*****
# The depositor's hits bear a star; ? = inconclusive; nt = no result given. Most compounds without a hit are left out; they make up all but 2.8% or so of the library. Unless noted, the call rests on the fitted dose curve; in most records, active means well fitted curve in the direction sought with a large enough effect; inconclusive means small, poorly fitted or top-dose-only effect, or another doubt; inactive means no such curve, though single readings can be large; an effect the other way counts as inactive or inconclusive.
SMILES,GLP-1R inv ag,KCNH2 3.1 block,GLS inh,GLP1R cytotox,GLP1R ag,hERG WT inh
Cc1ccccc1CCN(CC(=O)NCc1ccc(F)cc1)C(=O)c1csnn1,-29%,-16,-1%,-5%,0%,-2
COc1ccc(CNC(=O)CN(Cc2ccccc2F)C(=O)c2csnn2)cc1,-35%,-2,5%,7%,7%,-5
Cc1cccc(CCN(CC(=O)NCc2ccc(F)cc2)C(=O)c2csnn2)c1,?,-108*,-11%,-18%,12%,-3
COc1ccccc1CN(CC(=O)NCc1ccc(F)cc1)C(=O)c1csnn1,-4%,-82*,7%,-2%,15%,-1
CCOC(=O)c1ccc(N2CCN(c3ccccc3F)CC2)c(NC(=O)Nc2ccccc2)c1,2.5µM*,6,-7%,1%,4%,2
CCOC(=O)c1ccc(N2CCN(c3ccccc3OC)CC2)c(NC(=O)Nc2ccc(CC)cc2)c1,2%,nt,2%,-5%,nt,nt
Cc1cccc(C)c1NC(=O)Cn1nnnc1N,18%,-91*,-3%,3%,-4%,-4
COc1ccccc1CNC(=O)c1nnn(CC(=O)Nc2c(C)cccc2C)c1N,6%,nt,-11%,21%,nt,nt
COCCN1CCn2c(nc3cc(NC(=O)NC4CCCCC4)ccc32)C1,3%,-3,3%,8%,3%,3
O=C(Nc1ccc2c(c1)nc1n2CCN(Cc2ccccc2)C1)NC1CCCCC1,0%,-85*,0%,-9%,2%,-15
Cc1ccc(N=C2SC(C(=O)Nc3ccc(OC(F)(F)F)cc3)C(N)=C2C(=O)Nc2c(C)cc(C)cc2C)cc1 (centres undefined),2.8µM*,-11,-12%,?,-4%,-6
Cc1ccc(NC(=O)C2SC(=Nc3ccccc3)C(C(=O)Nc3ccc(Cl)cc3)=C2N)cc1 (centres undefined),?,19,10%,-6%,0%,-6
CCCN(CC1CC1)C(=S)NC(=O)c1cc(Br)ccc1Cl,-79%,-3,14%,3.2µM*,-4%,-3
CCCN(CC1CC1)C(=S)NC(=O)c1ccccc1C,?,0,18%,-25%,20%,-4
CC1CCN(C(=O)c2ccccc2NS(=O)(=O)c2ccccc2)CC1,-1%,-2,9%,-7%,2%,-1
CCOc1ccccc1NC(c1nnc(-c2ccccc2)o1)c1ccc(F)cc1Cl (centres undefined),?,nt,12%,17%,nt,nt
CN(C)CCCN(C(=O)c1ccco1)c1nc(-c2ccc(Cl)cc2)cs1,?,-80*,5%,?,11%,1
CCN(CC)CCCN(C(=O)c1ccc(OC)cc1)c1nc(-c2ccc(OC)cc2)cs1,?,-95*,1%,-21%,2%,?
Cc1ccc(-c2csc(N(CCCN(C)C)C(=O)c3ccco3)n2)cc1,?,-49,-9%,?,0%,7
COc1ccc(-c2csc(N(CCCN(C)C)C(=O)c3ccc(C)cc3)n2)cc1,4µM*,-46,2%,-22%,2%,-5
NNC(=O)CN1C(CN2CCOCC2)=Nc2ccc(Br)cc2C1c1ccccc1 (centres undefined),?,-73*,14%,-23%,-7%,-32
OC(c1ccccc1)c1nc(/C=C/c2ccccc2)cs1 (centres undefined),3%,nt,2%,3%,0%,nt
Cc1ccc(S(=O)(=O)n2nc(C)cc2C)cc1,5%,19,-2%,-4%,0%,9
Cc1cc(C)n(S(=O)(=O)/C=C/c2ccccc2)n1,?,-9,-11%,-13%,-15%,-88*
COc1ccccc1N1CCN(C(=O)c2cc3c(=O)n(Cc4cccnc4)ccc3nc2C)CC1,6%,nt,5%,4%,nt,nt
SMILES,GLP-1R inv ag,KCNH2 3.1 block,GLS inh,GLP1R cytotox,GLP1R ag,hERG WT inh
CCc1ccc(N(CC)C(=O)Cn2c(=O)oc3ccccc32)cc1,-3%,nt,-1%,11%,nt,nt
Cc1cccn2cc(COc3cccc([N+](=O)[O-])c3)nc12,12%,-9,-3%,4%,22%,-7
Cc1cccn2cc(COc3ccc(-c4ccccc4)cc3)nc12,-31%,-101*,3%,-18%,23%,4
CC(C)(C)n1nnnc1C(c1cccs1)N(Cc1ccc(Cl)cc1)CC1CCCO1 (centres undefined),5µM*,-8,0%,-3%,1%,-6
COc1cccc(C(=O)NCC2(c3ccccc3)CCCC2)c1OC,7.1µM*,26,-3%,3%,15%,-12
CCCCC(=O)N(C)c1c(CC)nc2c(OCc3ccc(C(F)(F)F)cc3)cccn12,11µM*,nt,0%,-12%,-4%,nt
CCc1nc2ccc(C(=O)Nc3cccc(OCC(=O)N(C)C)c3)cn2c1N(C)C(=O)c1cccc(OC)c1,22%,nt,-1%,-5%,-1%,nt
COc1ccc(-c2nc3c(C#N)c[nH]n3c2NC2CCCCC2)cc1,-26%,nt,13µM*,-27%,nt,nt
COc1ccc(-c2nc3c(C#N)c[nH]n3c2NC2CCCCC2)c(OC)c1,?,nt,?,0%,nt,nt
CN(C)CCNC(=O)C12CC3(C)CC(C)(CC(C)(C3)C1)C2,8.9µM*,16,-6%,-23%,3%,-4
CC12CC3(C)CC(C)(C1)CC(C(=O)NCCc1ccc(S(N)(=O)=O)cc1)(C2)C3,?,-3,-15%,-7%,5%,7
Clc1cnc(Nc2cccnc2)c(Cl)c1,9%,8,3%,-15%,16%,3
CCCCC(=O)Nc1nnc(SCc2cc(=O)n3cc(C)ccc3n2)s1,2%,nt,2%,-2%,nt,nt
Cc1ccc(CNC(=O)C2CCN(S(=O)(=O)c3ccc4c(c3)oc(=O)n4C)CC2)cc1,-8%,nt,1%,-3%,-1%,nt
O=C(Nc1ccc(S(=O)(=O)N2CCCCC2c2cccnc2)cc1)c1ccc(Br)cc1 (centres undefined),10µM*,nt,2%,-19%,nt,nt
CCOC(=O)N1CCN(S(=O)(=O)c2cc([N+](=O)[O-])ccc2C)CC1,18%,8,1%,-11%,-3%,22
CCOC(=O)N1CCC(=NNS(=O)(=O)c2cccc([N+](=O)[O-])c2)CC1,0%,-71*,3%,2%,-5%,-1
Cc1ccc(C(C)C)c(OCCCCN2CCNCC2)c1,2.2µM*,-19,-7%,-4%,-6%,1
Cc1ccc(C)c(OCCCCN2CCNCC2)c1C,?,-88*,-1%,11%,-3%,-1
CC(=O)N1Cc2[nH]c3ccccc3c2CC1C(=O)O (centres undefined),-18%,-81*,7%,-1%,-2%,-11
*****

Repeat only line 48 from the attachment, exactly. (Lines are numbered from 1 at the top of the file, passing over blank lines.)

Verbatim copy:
CC(=O)N1Cc2[nH]c3ccccc3c2CC1C(=O)O (centres undefined),-18%,-81*,7%,-1%,-2%,-11